In an old French gardening book, the author describes the winter ordering of seeds for the new year’s garden. “We wait until the children are in bed. We must choose wisely because if the children were there, and we had to listen to them, they would make us order anything just because of the beauty of the names and pictures in the catalogs!”
Those words remind us that inside every gardener there is a child thrilled by visions on page or screen to catch our attention during the long, dark January days. Like impulse items at the cash register, we too will snatch at bright colors, big glorious photos of perfect vegetables and flowers, knowing each one costs about the price of a bottle of soda.
A packet of vegetable seeds is the greatest value in the 21st century because it can feed a family with fresh, wholesome and often organic produce for a long time. If it’s a non-GMO open-pollinated variety or heirloom, that one packet will result in a crop and free seed each year – yielding a considerable return on your original $3 investment.
One packet will result in a crop and free seed each year – yielding a considerable return on your original $3 investment.
The second greatest freebie is the color seed catalog that arrives by U.S. mail. It’s mind-boggling how companies can afford such lavish publications and catalogs free for the asking from the website (or just call). Color seed catalogs give you days and days of shopping as you study each varietal candidate rather than make impulse buys at the garden center.
Some gardeners will prefer to go paperless. All companies have active online stores, so you can start shopping today with a few simple clicks.
No matter where you buy your seed, the process of deciding what to grow next year is important. It’s the only way to find the unusual versions of familiar supermarket varieties that offer new flavors and opportunities in the kitchen. It’s also a great way to explore all the amazing food crops from around the world. After all, why grow varieties made for cold storage or early picking when you can grow the ones that were selected for nothing but great flavor?
The global economy has made more foreign vegetable varieties widely available than ever before. Often they are unique to areas where regional cuisine keeps them in cultivation. For those interested in international tastes, or immigrants and their descendants who want to grow the plants for their homeland dishes, look to heirloom seed catalogs. This is also where the creative griller will find big surprises for summer barbecues.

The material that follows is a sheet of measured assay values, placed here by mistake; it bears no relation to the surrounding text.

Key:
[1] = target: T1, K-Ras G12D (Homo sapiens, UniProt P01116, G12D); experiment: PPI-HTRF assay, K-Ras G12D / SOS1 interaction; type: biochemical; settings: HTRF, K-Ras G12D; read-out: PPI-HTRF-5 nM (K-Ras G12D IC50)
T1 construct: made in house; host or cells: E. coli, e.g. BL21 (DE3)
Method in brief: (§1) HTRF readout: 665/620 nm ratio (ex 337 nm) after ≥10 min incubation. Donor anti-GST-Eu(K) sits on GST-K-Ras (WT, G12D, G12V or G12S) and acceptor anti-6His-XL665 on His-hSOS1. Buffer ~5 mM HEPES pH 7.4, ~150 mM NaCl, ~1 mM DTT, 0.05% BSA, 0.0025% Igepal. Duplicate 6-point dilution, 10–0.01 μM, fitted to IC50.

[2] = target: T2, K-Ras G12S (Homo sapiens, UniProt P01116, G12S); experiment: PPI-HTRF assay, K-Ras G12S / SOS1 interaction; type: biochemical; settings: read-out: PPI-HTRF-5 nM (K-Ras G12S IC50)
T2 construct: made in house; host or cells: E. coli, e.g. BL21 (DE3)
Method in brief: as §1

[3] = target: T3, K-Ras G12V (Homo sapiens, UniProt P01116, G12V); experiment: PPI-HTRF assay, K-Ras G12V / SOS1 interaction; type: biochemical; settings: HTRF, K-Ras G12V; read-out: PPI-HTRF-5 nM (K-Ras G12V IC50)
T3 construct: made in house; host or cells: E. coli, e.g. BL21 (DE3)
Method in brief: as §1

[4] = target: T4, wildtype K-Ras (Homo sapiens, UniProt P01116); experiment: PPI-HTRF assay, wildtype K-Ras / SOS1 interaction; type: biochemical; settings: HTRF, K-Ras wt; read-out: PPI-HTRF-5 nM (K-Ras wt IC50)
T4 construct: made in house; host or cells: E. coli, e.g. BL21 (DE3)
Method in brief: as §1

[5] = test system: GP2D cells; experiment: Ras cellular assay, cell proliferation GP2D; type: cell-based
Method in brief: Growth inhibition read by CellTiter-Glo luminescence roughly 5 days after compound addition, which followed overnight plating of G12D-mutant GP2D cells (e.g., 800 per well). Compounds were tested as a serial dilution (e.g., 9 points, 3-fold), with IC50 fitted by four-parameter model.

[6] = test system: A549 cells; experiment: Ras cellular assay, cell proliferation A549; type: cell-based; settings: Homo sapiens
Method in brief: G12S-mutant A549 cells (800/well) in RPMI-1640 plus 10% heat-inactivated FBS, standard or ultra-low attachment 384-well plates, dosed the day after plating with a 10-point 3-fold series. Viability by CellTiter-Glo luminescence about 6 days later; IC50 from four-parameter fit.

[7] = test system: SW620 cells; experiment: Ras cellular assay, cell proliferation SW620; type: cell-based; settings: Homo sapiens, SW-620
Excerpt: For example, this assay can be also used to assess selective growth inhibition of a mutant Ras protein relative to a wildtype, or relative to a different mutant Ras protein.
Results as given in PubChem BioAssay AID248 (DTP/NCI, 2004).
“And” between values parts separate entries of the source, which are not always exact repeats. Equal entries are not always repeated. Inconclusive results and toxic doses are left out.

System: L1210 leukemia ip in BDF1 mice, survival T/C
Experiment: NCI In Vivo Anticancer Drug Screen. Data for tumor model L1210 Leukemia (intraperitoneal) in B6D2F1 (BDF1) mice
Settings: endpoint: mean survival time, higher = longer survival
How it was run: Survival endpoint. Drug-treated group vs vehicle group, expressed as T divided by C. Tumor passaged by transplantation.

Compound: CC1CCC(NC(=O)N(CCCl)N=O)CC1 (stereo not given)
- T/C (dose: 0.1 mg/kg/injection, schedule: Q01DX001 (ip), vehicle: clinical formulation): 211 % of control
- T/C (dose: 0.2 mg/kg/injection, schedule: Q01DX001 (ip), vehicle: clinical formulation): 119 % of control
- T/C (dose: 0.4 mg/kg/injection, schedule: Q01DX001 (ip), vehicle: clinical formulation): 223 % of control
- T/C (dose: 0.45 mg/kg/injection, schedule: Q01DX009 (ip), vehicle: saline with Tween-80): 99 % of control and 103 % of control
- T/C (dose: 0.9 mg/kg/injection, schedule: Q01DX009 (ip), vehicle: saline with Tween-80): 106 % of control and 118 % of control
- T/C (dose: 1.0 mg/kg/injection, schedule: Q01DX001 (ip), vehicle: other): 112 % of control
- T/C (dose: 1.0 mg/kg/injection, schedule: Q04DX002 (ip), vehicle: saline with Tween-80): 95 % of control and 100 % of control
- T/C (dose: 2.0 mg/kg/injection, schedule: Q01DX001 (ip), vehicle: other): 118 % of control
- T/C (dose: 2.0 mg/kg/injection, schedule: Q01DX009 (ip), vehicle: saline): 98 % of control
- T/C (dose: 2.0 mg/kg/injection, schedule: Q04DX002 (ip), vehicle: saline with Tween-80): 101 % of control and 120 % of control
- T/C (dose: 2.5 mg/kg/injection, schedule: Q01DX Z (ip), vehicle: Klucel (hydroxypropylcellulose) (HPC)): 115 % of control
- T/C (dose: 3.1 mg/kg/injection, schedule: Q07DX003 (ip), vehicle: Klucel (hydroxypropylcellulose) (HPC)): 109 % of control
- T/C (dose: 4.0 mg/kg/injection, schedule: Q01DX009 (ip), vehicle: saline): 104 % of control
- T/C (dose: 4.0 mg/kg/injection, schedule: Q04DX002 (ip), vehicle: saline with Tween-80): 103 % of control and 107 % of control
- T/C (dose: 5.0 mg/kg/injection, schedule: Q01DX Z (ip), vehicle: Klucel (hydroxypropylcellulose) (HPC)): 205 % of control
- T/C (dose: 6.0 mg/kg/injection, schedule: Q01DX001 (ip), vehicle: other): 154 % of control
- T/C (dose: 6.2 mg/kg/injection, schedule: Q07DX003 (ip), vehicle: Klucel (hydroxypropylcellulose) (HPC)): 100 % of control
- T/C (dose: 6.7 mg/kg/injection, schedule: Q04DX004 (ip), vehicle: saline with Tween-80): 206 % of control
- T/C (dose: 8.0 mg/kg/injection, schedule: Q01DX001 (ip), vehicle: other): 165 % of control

If you’ve priced sprouted seedling vegetables recently in the garden center, you may be surprised. A six-pack of tomatoes can be downright expensive, and you have to choose from what’s there. So not only will you save money growing from seed, but you’ll tap into an enormous seed supply line that brings the world’s best food crops to your door.
Follow the example of experienced gardeners who test a few new vegetable types or varieties each year. This allows them to grow as secondary crops until they’re vetted in the kitchen and by the climate for much larger sowings. Consider every year’s garden a grand experiment by cycling new varieties into your crop rotation.
Many heirlooms would vanish completely if not kept in continual cultivation because they don’t last long, even in seed banks. When you buy and grow them in your garden, you become an active participant in the global effort to preserve them. So start ordering from this master list of heirloom seed houses or log on and let the armchair shopping begin.
Maureen Gilmer is an author, horticulturist and landscape designer. Learn more at www.MoPlants.com. Contact her at firstname.lastname@example.org or P.O. Box 891, Morongo Valley, CA 92256.
Top 10 Heirloom Vegetable Seed Catalogs
Order your catalog now or go online and start shopping now.
- Baker Creek Heirloom Seed Co.: rareseeds.com, 417-924-8917
- High Mowing Organic Seeds: highmowingseeds.com, 802-472-6174
- Johnny’s Selected Seeds: johnnyseeds.com, 877-564-6697
- Native Seed/SEARCH: nativeseeds.org, 520-622-5561
- Nichols Garden Nursery: nicholsgardennursery.com, 800-422-3985
- Renee’s Garden: reneesgarden.com, 888-880-7228
- Seed Savers Exchange: seedsavers.org, 563-382-5990
- Seeds of Change: seedsofchange.com, 888-762-7333
- Southern Exposure Seed Exchange: southernexposure.com, 540-894-9480
- Territorial Seed Company: territorialseed.com, 800-626-0866
Free seed exchange in Raleigh on Jan. 19
The Gardeners of Wake County is offering a free seed exchange at 7:30 p.m. Jan. 19 at the JC Raulston Arboretum in Raleigh. The seeds will be for flowers, vegetables, bushes and trees.
Bring seeds to share if you have them, but feel free to come even if you don’t. Refreshments will be served at 7 p.m.; program starts at 7:30 p.m.
The arboretum is at 4415 Beryl Road, Raleigh.